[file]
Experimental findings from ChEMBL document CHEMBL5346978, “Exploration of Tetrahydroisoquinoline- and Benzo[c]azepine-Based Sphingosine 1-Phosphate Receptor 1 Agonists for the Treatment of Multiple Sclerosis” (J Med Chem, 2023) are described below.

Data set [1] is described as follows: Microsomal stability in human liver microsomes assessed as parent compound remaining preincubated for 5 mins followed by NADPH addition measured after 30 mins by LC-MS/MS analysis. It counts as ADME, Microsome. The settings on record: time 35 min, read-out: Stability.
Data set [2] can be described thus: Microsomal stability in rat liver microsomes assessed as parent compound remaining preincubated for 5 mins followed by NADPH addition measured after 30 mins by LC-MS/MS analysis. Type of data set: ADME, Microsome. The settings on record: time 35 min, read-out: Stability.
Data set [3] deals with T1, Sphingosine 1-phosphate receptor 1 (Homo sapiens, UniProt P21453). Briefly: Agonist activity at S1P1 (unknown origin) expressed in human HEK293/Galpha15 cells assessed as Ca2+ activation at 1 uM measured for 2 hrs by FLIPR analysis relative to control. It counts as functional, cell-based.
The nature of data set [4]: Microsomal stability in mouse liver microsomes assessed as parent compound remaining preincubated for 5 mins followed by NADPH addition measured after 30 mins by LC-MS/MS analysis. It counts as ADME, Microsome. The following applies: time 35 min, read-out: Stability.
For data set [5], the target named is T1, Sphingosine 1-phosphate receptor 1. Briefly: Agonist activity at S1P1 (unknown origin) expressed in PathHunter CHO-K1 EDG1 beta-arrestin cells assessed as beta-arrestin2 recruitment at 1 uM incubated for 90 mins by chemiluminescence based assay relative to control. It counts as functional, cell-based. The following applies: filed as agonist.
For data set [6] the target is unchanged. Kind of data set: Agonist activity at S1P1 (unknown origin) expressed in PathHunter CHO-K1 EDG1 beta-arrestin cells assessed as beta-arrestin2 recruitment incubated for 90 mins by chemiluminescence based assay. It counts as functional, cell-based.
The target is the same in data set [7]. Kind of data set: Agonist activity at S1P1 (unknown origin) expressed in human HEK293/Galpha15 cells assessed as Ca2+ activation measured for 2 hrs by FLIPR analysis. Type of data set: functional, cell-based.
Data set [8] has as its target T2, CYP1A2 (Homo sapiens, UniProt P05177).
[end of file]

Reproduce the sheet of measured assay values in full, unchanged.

Experimental findings from ChEMBL document CHEMBL5346978, “Exploration of Tetrahydroisoquinoline- and Benzo[c]azepine-Based Sphingosine 1-Phosphate Receptor 1 Agonists for the Treatment of Multiple Sclerosis” (J Med Chem, 2023) are described below.

Data set [1] is described as follows: Microsomal stability in human liver microsomes assessed as parent compound remaining preincubated for 5 mins followed by NADPH addition measured after 30 mins by LC-MS/MS analysis. It counts as ADME, Microsome. The settings on record: time 35 min, read-out: Stability.
Data set [2] can be described thus: Microsomal stability in rat liver microsomes assessed as parent compound remaining preincubated for 5 mins followed by NADPH addition measured after 30 mins by LC-MS/MS analysis. Type of data set: ADME, Microsome. The settings on record: time 35 min, read-out: Stability.
Data set [3] deals with T1, Sphingosine 1-phosphate receptor 1 (Homo sapiens, UniProt P21453). Briefly: Agonist activity at S1P1 (unknown origin) expressed in human HEK293/Galpha15 cells assessed as Ca2+ activation at 1 uM measured for 2 hrs by FLIPR analysis relative to control. It counts as functional, cell-based.
The nature of data set [4]: Microsomal stability in mouse liver microsomes assessed as parent compound remaining preincubated for 5 mins followed by NADPH addition measured after 30 mins by LC-MS/MS analysis. It counts as ADME, Microsome. The following applies: time 35 min, read-out: Stability.
For data set [5], the target named is T1, Sphingosine 1-phosphate receptor 1. Briefly: Agonist activity at S1P1 (unknown origin) expressed in PathHunter CHO-K1 EDG1 beta-arrestin cells assessed as beta-arrestin2 recruitment at 1 uM incubated for 90 mins by chemiluminescence based assay relative to control. It counts as functional, cell-based. The following applies: filed as agonist.
For data set [6] the target is unchanged. Kind of data set: Agonist activity at S1P1 (unknown origin) expressed in PathHunter CHO-K1 EDG1 beta-arrestin cells assessed as beta-arrestin2 recruitment incubated for 90 mins by chemiluminescence based assay. It counts as functional, cell-based.
The target is the same in data set [7]. Kind of data set: Agonist activity at S1P1 (unknown origin) expressed in human HEK293/Galpha15 cells assessed as Ca2+ activation measured for 2 hrs by FLIPR analysis. Type of data set: functional, cell-based.
Data set [8] has as its target T2, CYP1A2 (Homo sapiens, UniProt P05177).